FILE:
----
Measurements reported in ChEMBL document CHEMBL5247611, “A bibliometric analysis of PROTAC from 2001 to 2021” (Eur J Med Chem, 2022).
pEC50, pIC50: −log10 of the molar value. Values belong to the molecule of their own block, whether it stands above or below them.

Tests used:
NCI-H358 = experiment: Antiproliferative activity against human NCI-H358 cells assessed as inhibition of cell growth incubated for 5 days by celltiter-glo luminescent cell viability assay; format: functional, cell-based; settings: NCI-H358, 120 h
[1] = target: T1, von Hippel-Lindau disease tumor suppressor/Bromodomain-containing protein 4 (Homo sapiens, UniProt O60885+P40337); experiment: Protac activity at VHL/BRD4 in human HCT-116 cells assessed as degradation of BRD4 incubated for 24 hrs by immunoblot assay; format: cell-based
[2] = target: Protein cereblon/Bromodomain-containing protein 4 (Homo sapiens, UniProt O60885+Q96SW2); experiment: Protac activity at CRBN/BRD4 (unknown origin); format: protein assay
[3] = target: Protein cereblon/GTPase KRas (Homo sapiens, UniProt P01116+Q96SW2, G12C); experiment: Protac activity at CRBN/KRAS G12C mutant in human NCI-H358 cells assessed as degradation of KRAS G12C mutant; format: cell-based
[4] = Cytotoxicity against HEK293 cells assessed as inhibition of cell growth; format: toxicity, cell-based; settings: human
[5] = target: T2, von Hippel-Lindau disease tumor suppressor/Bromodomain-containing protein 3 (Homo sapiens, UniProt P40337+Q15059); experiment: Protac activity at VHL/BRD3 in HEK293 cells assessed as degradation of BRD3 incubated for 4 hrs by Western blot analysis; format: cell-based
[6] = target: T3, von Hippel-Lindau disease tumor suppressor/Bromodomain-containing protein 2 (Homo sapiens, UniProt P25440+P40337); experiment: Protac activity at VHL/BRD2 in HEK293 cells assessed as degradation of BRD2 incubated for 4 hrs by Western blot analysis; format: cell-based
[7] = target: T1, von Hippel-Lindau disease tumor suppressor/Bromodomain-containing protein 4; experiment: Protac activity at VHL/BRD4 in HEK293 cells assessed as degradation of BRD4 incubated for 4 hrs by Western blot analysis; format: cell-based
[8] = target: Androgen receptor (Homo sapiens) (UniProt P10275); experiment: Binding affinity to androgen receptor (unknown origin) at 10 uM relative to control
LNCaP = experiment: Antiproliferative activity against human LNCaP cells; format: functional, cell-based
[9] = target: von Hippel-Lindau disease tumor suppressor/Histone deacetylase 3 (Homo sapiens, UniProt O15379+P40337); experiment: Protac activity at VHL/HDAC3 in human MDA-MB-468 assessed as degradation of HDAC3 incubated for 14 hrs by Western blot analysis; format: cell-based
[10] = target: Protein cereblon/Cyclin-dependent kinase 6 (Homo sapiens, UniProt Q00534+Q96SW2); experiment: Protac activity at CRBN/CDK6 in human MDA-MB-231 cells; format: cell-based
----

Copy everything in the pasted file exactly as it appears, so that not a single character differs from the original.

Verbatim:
Measurements reported in ChEMBL document CHEMBL5247611, “A bibliometric analysis of PROTAC from 2001 to 2021” (Eur J Med Chem, 2022).
pEC50, pIC50: −log10 of the molar value. Values belong to the molecule of their own block, whether it stands above or below them.

Tests used:
NCI-H358 = experiment: Antiproliferative activity against human NCI-H358 cells assessed as inhibition of cell growth incubated for 5 days by celltiter-glo luminescent cell viability assay; format: functional, cell-based; settings: NCI-H358, 120 h
[1] = target: T1, von Hippel-Lindau disease tumor suppressor/Bromodomain-containing protein 4 (Homo sapiens, UniProt O60885+P40337); experiment: Protac activity at VHL/BRD4 in human HCT-116 cells assessed as degradation of BRD4 incubated for 24 hrs by immunoblot assay; format: cell-based
[2] = target: Protein cereblon/Bromodomain-containing protein 4 (Homo sapiens, UniProt O60885+Q96SW2); experiment: Protac activity at CRBN/BRD4 (unknown origin); format: protein assay
[3] = target: Protein cereblon/GTPase KRas (Homo sapiens, UniProt P01116+Q96SW2, G12C); experiment: Protac activity at CRBN/KRAS G12C mutant in human NCI-H358 cells assessed as degradation of KRAS G12C mutant; format: cell-based
[4] = Cytotoxicity against HEK293 cells assessed as inhibition of cell growth; format: toxicity, cell-based; settings: human
[5] = target: T2, von Hippel-Lindau disease tumor suppressor/Bromodomain-containing protein 3 (Homo sapiens, UniProt P40337+Q15059); experiment: Protac activity at VHL/BRD3 in HEK293 cells assessed as degradation of BRD3 incubated for 4 hrs by Western blot analysis; format: cell-based
[6] = target: T3, von Hippel-Lindau disease tumor suppressor/Bromodomain-containing protein 2 (Homo sapiens, UniProt P25440+P40337); experiment: Protac activity at VHL/BRD2 in HEK293 cells assessed as degradation of BRD2 incubated for 4 hrs by Western blot analysis; format: cell-based
[7] = target: T1, von Hippel-Lindau disease tumor suppressor/Bromodomain-containing protein 4; experiment: Protac activity at VHL/BRD4 in HEK293 cells assessed as degradation of BRD4 incubated for 4 hrs by Western blot analysis; format: cell-based
[8] = target: Androgen receptor (Homo sapiens) (UniProt P10275); experiment: Binding affinity to androgen receptor (unknown origin) at 10 uM relative to control
LNCaP = experiment: Antiproliferative activity against human LNCaP cells; format: functional, cell-based
[9] = target: von Hippel-Lindau disease tumor suppressor/Histone deacetylase 3 (Homo sapiens, UniProt O15379+P40337); experiment: Protac activity at VHL/HDAC3 in human MDA-MB-468 assessed as degradation of HDAC3 incubated for 14 hrs by Western blot analysis; format: cell-based
[10] = target: Protein cereblon/Cyclin-dependent kinase 6 (Homo sapiens, UniProt Q00534+Q96SW2); experiment: Protac activity at CRBN/CDK6 in human MDA-MB-231 cells; format: cell-based